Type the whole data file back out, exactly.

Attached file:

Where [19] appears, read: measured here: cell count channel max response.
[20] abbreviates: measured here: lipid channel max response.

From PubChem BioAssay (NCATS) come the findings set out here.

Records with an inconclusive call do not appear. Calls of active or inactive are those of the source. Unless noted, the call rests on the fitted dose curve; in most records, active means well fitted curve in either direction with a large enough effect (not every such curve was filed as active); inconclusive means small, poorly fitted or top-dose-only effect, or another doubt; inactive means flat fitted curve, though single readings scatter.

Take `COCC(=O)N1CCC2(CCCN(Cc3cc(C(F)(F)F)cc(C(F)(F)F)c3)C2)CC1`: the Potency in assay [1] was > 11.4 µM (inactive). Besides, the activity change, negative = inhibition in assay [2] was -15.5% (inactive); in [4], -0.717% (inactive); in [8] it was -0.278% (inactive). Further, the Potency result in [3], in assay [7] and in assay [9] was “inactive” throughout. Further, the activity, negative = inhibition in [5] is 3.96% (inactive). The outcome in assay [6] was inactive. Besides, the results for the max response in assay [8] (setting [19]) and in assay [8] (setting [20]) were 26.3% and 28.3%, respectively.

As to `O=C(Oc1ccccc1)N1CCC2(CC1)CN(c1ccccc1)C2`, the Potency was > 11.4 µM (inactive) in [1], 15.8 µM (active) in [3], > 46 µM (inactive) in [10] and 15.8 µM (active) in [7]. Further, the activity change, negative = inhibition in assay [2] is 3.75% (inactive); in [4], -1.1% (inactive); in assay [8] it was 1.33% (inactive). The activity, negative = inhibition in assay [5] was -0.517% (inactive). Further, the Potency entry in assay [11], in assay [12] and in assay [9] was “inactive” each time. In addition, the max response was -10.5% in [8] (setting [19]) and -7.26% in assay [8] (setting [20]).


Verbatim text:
Where [19] appears, read: measured here: cell count channel max response.
[20] abbreviates: measured here: lipid channel max response.

From PubChem BioAssay (NCATS) come the findings set out here.

Records with an inconclusive call do not appear. Calls of active or inactive are those of the source. Unless noted, the call rests on the fitted dose curve; in most records, active means well fitted curve in either direction with a large enough effect (not every such curve was filed as active); inconclusive means small, poorly fitted or top-dose-only effect, or another doubt; inactive means flat fitted curve, though single readings scatter.

Take `COCC(=O)N1CCC2(CCCN(Cc3cc(C(F)(F)F)cc(C(F)(F)F)c3)C2)CC1`: the Potency in assay [1] was > 11.4 µM (inactive). Besides, the activity change, negative = inhibition in assay [2] was -15.5% (inactive); in [4], -0.717% (inactive); in [8] it was -0.278% (inactive). Further, the Potency result in [3], in assay [7] and in assay [9] was “inactive” throughout. Further, the activity, negative = inhibition in [5] is 3.96% (inactive). The outcome in assay [6] was inactive. Besides, the results for the max response in assay [8] (setting [19]) and in assay [8] (setting [20]) were 26.3% and 28.3%, respectively.

As to `O=C(Oc1ccccc1)N1CCC2(CC1)CN(c1ccccc1)C2`, the Potency was > 11.4 µM (inactive) in [1], 15.8 µM (active) in [3], > 46 µM (inactive) in [10] and 15.8 µM (active) in [7]. Further, the activity change, negative = inhibition in assay [2] is 3.75% (inactive); in [4], -1.1% (inactive); in assay [8] it was 1.33% (inactive). The activity, negative = inhibition in assay [5] was -0.517% (inactive). Further, the Potency entry in assay [11], in assay [12] and in assay [9] was “inactive” each time. In addition, the max response was -10.5% in [8] (setting [19]) and -7.26% in assay [8] (setting [20]).